Lisp bindings for the IPFS HTTP API.
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Jaidyn Ann 13cd1091fd Update source URL & e-mail address 2024-01-29 15:01:31 -06:00
COPYING.txt Relicense to LGPLv3 2021-01-10 11:01:44 -06:00
README.txt Update source URL & e-mail address 2024-01-29 15:01:31 -06:00
cl-ipfs-api2.asd Update source URL & e-mail address 2024-01-29 15:01:31 -06:00
main.lisp Implemented with-files-write macro 2021-06-24 16:24:14 -07:00
package.lisp Implemented with-files-write macro 2021-06-24 16:24:14 -07:00


:cl-ipfs-api² is a pretty simple set of IPFS bindings for Common Lisp, using
the HTTP API for (almost) everything, except for pubsub (which uses the locally
installed go-ipfs program).
It uses Dexador, YASON, and UIOP.

:cl-ipfs-api² is available on Quicklisp, so just run:
        > (ql:quickload :cl-ipfs-api2)

Then you can do things like:
	> (ipfs:add #p"~/.bashrc")

	> (ipfs:cat "/ipns/")
	"<!DOCTYPE html>

Most commands available are one-to-one with their API/cli counter-parts,
with a few notable exceptions:
	* #'dl	(counter-part to the /get call. the name is different, so
	         as to not conflict with #'common-lisp:get)

The calls implemented so far:
	* root (cat, add, id, ls, resolve, etc)
	* bitswap, block, bootstrap
	* cid, config (config, config/show)
	* dag, dht, diag
	* file, files, filestore
	* key, name, object
	* p2p, pin, pubsub
	* refs, repo, stats
	* swarm, urlstore
	* version (version, version/deps)

Some calls were skipped over, but wouldn't be hard to add:
	* object/put, object/set-data object/patch/append-data
	* tar calls were deliberately ignored (useless)

Functions return either strings, lists, or associative lists, depending on
context. All errors return two values— nil and an error message (string).

Make sure to read docstrings for specific information, and keeping the API
reference handy is a good idea (/ipns/

There are three exported variables:
	ipfs:*api-host*    →   ""
	ipfs:*api-root*    →   "/api/v0/"
	ipfs:*ipfs-root*   →   NIL

*api-host* is the protocol, host, and port of the API server— unless you're
using a custom port or remote server, this probably won't need to change.
*api-root* is the URL root of all API calls on the server— only changes under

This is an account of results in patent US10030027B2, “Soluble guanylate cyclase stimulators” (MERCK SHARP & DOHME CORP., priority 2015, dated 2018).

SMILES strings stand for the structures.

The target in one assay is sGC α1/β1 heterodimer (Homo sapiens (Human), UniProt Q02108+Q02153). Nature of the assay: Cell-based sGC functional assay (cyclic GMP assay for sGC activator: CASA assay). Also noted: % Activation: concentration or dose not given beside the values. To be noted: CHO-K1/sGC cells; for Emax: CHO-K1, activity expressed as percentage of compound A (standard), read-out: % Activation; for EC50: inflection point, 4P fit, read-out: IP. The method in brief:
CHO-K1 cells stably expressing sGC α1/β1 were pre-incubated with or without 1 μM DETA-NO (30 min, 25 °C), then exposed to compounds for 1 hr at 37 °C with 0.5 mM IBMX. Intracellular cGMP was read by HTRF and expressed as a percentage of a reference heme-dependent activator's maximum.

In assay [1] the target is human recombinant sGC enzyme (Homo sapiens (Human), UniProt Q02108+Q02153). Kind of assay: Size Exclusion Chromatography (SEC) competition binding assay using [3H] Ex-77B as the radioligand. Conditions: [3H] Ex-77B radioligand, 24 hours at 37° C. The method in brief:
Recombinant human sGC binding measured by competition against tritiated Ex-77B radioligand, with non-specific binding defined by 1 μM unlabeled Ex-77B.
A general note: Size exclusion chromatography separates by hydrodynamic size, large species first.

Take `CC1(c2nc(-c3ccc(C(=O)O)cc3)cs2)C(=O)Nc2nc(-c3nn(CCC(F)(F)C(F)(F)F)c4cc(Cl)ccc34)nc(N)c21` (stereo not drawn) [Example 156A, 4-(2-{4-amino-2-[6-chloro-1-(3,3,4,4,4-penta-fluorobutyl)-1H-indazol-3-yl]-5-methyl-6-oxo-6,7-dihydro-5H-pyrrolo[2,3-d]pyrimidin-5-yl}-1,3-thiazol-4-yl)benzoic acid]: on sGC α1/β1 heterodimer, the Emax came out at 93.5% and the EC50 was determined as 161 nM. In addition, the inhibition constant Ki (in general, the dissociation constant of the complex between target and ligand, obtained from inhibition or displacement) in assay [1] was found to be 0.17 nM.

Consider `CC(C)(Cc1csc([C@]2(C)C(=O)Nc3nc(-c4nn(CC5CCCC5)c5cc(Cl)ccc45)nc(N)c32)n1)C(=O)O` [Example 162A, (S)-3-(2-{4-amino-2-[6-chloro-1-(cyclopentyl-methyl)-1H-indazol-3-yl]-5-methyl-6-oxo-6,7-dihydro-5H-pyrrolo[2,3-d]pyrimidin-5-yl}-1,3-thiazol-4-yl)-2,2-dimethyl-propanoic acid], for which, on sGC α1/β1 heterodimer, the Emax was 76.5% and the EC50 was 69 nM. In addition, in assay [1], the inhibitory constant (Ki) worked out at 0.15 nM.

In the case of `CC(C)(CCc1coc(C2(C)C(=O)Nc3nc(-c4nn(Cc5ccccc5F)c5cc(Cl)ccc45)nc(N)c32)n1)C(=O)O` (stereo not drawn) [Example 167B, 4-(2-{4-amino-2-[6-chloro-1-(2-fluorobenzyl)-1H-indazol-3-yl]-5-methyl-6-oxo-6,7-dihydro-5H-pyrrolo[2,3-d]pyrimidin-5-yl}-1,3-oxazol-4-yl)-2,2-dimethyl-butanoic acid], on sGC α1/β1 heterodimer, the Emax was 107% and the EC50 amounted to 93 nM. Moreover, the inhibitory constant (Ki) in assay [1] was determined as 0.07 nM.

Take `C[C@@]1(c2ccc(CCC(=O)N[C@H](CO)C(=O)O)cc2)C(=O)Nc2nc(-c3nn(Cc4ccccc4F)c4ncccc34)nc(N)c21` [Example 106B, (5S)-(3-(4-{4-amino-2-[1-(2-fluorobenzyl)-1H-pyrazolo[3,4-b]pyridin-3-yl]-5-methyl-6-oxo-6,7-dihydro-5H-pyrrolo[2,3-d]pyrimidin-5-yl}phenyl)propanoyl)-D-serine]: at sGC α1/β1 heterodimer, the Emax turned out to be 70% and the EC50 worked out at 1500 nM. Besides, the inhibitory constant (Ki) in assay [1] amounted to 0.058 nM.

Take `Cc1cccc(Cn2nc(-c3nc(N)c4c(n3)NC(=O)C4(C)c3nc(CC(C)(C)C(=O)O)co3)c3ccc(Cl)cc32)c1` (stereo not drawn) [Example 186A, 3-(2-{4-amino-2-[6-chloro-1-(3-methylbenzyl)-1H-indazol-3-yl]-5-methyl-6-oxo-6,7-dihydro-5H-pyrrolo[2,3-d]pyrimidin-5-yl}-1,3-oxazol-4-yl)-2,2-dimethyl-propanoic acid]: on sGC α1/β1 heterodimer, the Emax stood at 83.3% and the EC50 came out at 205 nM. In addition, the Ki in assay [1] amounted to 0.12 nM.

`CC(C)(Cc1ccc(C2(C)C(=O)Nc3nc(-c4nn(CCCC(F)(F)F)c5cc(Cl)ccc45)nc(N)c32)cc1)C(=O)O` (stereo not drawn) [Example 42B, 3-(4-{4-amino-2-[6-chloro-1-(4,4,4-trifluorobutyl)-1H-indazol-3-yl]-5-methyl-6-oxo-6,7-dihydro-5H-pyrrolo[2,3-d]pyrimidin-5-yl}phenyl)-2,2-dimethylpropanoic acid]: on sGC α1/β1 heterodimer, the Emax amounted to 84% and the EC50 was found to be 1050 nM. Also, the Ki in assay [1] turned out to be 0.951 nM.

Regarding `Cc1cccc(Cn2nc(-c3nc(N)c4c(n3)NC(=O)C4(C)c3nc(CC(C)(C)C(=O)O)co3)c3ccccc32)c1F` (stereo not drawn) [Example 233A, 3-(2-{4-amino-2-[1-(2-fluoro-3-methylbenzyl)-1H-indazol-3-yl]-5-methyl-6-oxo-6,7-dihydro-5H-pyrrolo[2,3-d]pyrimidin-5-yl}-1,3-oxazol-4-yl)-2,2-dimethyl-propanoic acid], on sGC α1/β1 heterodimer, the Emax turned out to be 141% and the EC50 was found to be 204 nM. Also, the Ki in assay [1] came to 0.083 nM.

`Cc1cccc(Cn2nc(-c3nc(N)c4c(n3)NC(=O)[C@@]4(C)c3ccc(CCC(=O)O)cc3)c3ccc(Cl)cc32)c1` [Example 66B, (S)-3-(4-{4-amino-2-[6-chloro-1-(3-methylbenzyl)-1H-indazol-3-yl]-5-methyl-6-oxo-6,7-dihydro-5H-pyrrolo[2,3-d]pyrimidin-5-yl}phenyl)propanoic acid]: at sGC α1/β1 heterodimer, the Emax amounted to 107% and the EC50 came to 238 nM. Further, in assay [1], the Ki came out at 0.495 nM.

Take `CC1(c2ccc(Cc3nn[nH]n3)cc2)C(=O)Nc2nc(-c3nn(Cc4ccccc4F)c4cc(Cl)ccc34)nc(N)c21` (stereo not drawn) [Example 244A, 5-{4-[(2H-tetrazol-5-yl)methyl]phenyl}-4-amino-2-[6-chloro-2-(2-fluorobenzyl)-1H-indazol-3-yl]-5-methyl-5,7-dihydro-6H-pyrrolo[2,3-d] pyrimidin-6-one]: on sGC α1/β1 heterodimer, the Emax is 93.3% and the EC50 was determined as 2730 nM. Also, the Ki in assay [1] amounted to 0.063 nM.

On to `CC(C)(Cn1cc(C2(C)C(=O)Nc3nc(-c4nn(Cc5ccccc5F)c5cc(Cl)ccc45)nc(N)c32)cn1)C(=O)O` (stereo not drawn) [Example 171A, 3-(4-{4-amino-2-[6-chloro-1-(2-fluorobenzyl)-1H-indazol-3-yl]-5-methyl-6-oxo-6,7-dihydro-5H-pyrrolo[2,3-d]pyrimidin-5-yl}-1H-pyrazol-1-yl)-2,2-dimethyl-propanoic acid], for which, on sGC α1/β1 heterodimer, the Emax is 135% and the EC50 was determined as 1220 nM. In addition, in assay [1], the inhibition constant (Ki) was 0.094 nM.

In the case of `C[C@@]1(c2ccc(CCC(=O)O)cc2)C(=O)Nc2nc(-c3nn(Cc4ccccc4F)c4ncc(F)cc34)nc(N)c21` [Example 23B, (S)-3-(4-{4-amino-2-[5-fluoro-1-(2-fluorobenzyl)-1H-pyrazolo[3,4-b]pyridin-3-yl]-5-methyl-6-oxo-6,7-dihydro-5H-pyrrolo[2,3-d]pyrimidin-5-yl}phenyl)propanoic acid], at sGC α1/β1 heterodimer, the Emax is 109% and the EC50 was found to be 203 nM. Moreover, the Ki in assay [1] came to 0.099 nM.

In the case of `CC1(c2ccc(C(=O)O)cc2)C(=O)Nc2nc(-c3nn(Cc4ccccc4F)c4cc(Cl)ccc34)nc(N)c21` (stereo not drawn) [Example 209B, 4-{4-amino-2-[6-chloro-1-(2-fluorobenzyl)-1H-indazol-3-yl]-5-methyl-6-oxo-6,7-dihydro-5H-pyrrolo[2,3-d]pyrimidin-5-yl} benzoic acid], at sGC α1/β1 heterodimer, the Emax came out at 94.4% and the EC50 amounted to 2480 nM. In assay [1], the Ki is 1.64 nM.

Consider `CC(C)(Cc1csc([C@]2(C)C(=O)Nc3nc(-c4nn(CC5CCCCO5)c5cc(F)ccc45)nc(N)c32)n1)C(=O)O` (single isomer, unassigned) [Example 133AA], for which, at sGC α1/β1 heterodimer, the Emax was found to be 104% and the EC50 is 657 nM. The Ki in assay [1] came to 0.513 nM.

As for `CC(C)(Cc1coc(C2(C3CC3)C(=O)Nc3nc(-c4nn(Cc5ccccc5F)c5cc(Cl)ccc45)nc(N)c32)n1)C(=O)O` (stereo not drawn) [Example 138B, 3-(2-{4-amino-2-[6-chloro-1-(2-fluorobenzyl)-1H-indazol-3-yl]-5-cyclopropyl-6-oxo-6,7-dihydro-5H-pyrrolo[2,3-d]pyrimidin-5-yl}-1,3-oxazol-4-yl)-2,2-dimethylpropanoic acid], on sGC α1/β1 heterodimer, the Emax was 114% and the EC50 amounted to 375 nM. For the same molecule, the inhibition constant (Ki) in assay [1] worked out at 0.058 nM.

very strange circumstances.
*ipfs-root* is the “root” of the local IPFS daemon. This is only used with
the pubsub commands, since they actually invoke the local `ipfs` program.
You only need to change this variable if your $IPFS_PATH is irregular, like
"/var/ipfs/" or something weird like that.

Pubsub usage here is such an abberation that it warrants its own section.
Since there isn't a (functional) HTTP API for pubsub yet, we're using the
actual go-ipfs program from your computer.

If you don't have go-ipfs locally installed, it won't work.
If you are using Windows, or anything but *nix, it probably won't work.
If you haven't enabled pubsub (--enable-pubsub-experiment argument to daemon),
it won't work.

You can sub to a topic with, ofc, #'pubsub-sub, which will return a
UIOP-originated process-info stream— while the `ipfs pubsub sub` command runs
in the background.

This stream can't be directly #'read-char or #'listen with, which is exactly
what you wanna do— instead, running #'uiop/launch-program:process-info-output
on it is necessary to expose a usable stream.

To make all that easier, there's a little abstraction I added which obfuscates
UIOP use and is adequate shorthand:
	* #'pubsub-sub-read-char
	* #'pubsub-sub-listen
	* #'pubsub-sub-process
	* #'pubsub-sub-close

All of those operate on the original UIOP-originated process-info stream, and
work exactly like you'd expect.
The only weird, non-obvious one is probably #'pubsub-sub-process, which applies
#'uiop/launch-program:process-info-output— just in case you need the raw,
usable stream.

Anyway, with this, you can get a continuous read on what's going on with the
topic you're subbed to. To publish to a topic, run #'pubsub-pub with the topic
and data as arguments. Pretty simple.

Both #'pubsub-sub and #'pubsub-pub, being the only functions that run a shell
command, include an :env argument. If you supply a string as the :env argument,
that string will prefix the "ipfs" command— basically only useful for changing
something with the "env" command (like $IPFS_PATH).

Also, if you change the ipfs:*ipfs-root* variable (to the correct value of
$IPFS_PATH), the :env arguments (unless otherwise specified) will default to
"env IPFS_PATH=" + ipfs:*ipfs-root* + " > /dev/null;"

License is the GNU LGPLv3:
       check COPYING.txt (/ipfs/QmR8Rnk5QdXgrXRqmgMLmG5PuHZEjujfa3rfVhPV99TLY7)
Author is Jaidyn Ann <>
Sauce is at